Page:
Nova Scotia Adds to Endangered Species List
Four Nova Scotia species -- two plants, a mammal, and a reptile -
- will now be protected by the province's Endangered Species Act.
Two of the new species at risk are classified as endangered, which means they could become extinct in Nova Scotia if steps to reverse the decline of these species are not taken.
The first is the mainland moose. For more than 200 years it has seen a drop in numbers and distribution and now only about 1,000 creatures are left in small populations across the mainland part of the province.
The second species, the boreal felt lichen, currently exists in only one site in Nova Scotia. In the 1980s there were more than 40 known sites.
The tubercled spike rush, a species of Atlantic coastal plains plant, is listed as threatened. It is found nowhere else in Canada but on the shores of five lakes in Nova Scotia.
The fourth species, the Eastern ribbon snake, is a semi-aquatic snake that is confined to the southwest part of the province. The species is threatened by habitat loss due to shoreline development.
"Assessing wildlife species that are considered to be at risk is the first step. It is through the efforts of the Species at Risk Working Group that we, as a government, are able to identify and protect species at risk under the legislation," said Natural Resources Minister Richard Hurlburt. "Individual landowners and organizations outside government are important in the recovery of these species. We must also keep in mind that species at risk can be important indicators of our environmental health."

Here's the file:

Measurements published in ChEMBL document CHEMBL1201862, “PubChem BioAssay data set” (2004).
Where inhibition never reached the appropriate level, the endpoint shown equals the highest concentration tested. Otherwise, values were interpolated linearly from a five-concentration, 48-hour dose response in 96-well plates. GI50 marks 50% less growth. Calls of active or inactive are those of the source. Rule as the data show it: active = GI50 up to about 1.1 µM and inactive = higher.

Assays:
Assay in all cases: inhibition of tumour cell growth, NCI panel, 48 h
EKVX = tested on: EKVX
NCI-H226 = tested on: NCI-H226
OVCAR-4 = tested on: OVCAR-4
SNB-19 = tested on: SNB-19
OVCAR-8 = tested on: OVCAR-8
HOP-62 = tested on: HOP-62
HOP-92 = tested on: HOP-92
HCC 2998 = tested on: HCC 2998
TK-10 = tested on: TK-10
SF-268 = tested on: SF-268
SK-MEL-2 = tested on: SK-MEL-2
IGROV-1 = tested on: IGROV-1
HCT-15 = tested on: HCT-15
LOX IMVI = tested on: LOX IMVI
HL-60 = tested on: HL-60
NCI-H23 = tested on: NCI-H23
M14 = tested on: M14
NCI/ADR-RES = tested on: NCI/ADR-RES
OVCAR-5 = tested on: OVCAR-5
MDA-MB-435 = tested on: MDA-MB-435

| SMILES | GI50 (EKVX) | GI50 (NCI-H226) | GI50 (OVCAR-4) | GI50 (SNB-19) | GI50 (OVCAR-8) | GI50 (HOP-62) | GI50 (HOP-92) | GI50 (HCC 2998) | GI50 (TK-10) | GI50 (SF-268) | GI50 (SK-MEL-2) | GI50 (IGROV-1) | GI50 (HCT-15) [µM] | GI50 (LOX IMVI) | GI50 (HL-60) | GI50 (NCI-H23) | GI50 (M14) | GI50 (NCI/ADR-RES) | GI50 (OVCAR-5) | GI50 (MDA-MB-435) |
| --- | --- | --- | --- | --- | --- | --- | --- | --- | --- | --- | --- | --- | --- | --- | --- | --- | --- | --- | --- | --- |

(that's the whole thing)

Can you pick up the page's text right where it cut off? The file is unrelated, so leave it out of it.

The Endangered Species Act was proclaimed in May 1999 and reflects Nova Scotia's commitment to the National Accord for the Protection of Species at Risk.
The legislation helps protect threatened and endangered species by prohibiting activities that could disturb or destroy the species or their habitat. The act includes fines for people caught harming species or their habitat.
Nova Scotia was the first province to bring in this kind of legislation. A total of 24 species have now been placed under its protection in Nova Scotia.
The complete list of species at risk is available at www.gov.ns.ca/natr/wildlife/endngrd/specieslist.htm .
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Two plants, a mammal and a reptile are being added to species protected by the province's Endangered Species Act.
The boreal felt lichen and mainland moose population are classified as endangered. They could become extinct in Nova Scotia if steps to stop the decline in these species are not taken.
The tubercled spike rush, a coastal plains plant found along Nova Scotia lake shores, is listed as threatened.
The fourth species is the Eastern ribbon snake. It is also listed as threatened because is restricted to specialized habitats and little is known about the species. Its habitat is threatened by shoreline development.
Twenty-four species in the province are now protected by endangered species legislation. The act includes fines for people caught harming protected species or their habitat.